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DirecTV Stream Makes It Unnecessarily Hard To Cancel

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No streaming service ever wants its subscribers to cancel but DirecTV Stream seems to go an extra mile to make the process as hard as possible. Considering one of the main reasons households cancel subscription services is the cost, services should make the process as easy as possible. After all, and while a subscriber might leave a service, they’re far less likely to sign back up again if they already know that canceling is going to be harder than it needs to be.

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There are few live TV streaming services like DirecTV Stream. While there are competing services including fuboTV, Hulu Live TV, Sling TV and YouTube TV, all of these services have remained relatively the same. Their prices and plans have been tweaked over time, but they are still the same service. In contrast, DirecTV Stream has, in a little over five years, gone through multiple rebrands, many of which have resulted in various changes.

Under its current guise, DirecTV Stream offers four main plans and base channel lineups to choose from, with the price ranging from $69.99 to $149.99 per month. Signing up is easy enough and actually using the service is also fairly easy, providing you have a device that’s supported. However, when it comes to canceling, DirecTV Stream doesn’t make it easy. On paper, the process is simple enough and it is even possible to cancel DirecTV Stream through the mobile app – something some other live TV services don’t offer. The problem is, and no matter what platform you are canceling on, the cancel button doesn’t actually cancel the subscription.

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Instead, DirecTV Stream makes subscribers go through the process of canceling only to then require them to speak (via online chat) with a representative. It is unclear why this is required, but it does seem like an unnecessary step. What’s more, there’s no clear indication that this is actually a requirement before signing up. For example, DirecTV Stream explains the process of canceling in a help post but conveniently leaves out the part about speaking with someone, simply stating the subscriber will then need to “follow the prompts” to complete the cancellation. Though technically correct, it feels far different from actually having to speak to a representative.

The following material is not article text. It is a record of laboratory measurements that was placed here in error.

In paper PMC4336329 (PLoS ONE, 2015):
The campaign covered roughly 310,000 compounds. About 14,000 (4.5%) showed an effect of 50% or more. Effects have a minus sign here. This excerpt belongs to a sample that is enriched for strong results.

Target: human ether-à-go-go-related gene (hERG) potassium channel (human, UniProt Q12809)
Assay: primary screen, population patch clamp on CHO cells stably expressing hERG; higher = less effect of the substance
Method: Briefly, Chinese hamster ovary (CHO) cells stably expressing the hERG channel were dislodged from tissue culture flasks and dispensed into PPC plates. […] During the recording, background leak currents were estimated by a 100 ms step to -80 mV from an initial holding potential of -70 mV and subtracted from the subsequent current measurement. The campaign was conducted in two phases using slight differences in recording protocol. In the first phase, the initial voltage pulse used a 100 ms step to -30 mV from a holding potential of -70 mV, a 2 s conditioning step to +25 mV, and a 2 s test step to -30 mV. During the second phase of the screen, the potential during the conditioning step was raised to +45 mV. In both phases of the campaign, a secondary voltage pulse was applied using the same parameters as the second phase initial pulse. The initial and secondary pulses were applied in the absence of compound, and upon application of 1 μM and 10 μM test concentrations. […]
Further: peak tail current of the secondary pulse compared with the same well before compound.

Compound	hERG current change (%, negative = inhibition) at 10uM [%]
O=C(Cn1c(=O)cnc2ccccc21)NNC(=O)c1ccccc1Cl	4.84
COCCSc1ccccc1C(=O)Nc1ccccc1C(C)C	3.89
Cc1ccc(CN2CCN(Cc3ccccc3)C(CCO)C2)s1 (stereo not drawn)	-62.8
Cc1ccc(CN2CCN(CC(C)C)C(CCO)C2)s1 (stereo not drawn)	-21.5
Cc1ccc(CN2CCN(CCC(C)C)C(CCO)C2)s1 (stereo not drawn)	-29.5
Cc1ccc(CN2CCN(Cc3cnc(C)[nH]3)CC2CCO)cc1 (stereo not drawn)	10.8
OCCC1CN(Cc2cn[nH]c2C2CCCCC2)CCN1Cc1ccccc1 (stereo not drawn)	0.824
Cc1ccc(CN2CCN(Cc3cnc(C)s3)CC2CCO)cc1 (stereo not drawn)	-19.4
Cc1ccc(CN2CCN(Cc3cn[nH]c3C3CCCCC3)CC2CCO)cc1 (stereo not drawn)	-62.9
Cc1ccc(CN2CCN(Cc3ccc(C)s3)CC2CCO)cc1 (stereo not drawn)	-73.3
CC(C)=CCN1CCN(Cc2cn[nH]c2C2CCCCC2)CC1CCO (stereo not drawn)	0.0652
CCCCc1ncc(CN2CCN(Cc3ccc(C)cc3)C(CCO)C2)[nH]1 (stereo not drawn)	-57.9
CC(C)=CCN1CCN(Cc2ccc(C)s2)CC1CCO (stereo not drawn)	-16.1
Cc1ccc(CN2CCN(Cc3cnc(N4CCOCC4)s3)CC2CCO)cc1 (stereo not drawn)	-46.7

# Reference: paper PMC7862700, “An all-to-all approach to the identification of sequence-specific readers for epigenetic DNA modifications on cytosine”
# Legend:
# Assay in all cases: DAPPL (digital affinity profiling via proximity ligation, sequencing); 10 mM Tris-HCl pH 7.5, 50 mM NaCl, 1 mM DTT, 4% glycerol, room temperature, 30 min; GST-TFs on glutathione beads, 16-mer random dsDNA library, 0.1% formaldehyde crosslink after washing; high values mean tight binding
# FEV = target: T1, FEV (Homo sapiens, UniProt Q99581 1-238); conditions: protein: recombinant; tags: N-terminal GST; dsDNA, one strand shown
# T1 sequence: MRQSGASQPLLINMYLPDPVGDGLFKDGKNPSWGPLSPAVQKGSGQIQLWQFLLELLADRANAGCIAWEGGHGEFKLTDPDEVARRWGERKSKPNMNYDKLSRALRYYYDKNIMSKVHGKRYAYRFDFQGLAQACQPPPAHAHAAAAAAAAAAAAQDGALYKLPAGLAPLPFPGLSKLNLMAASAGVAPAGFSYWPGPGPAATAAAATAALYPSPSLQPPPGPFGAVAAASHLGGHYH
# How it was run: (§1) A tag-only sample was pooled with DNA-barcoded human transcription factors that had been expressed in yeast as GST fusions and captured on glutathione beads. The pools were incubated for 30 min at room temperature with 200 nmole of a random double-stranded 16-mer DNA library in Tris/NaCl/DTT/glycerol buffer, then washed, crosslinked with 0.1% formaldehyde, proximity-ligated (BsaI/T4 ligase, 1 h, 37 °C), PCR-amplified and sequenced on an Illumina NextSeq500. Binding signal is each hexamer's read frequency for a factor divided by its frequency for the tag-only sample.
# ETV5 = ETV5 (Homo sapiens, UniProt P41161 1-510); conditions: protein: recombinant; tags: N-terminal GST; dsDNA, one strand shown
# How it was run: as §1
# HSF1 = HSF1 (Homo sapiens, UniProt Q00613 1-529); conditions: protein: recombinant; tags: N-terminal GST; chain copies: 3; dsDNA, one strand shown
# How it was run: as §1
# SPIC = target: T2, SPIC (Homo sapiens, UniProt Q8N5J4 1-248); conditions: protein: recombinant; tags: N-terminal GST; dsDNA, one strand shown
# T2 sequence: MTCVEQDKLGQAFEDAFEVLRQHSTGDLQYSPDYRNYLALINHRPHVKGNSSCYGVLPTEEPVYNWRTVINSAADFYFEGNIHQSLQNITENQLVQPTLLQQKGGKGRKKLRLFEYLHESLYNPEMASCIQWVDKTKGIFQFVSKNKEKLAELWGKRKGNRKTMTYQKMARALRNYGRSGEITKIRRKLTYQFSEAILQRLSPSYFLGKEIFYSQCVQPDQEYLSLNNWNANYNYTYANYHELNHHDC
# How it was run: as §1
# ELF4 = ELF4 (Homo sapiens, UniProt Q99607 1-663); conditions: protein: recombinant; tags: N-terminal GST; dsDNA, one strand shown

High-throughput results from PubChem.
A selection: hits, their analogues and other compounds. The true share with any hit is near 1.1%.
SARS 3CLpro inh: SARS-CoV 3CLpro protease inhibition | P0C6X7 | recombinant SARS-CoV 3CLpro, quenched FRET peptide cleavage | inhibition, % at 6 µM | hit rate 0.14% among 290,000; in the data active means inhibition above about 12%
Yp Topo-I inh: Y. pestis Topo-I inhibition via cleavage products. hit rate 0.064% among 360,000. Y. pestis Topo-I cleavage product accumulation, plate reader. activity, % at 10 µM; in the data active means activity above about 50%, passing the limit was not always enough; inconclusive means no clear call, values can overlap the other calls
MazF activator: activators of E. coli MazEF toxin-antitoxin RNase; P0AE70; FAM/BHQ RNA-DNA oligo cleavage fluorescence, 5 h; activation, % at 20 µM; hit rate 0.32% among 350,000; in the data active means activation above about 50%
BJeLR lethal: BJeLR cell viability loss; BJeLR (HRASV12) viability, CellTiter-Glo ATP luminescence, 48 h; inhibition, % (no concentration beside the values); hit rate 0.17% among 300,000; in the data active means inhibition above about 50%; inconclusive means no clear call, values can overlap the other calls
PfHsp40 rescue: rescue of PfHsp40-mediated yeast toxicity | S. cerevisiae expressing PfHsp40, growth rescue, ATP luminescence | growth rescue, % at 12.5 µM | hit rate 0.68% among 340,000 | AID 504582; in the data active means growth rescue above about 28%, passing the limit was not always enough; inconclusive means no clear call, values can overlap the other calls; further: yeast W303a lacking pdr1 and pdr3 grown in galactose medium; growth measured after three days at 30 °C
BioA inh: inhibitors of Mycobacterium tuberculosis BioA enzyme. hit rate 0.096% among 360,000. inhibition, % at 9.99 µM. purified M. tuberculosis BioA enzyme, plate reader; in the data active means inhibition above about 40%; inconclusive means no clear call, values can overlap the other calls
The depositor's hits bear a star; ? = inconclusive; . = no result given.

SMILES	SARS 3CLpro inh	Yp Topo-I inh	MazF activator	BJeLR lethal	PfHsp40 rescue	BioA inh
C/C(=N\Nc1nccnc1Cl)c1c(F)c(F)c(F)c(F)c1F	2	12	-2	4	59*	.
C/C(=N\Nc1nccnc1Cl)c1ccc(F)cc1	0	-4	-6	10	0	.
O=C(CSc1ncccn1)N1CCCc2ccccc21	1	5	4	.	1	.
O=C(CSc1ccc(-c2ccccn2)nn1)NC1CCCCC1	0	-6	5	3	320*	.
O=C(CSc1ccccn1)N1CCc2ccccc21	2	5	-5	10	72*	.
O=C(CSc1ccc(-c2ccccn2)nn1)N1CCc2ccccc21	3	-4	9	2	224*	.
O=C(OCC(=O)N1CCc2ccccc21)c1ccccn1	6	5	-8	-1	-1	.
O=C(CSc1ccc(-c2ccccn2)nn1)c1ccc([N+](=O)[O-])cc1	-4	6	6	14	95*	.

After experiencing the problem personally and then checking online, it quickly became clear that this is not a welcome move. There are various posts on forums like Reddit pointing out the issue and how it can lead to further complications. For example, complaints of a a chat representative being unavailable or this Reddit post which describes the ‘chat to cancel’ button as not working. Neither of these issues were encountered when personally testing the process, but it’s fair to assume many consumers will likely be trying to cancel close to their next billing date and any issues that potentially delay the process could result in unnecessary and unwanted payments being made. In fact, this Reddit post says that’s exactly what happened to them, claiming they were charged the next monthly payment after having canceled the service through the chat representative.

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While some of these posts date back to November of last year, which was soon after DirecTV Stream “launched”, there are far more recent ones such as this one on Reddit, and the practice was certainly still in effect this month when canceling the service. After opening the chat, the cancellation request had to be reconfirmed, the reason for the cancellation explained to the representative, and an offer of ‘free HBO Max for two months’ rejected before the representative would complete the cancellation request. Although no problems were actually encountered when chatting to the representative and canceling the service, it is still something that DirecTV Stream could and should improve on.

In reality, the current process won’t stop anyone who is intent on canceling their subscription, but it certainly may make them think twice about signing back up again at a later time. DirecTV Stream isn’t a bad service and it is likely to be a really good option for some homes. However, having a cancel button on the website and in the app that doesn’t actually cancel the subscription is not a great look and doesn’t leave the best parting impression.

John Finn

By John Finn

John started Streaming Better to help consumers navigate the live TV streaming and subscription service landscape. John has been writing about technology and TV-related services and devices since 2014 and believes the best streaming approach is to bounce between services as needed. Contact John via email at john@streamingbetter.com or on Twitter

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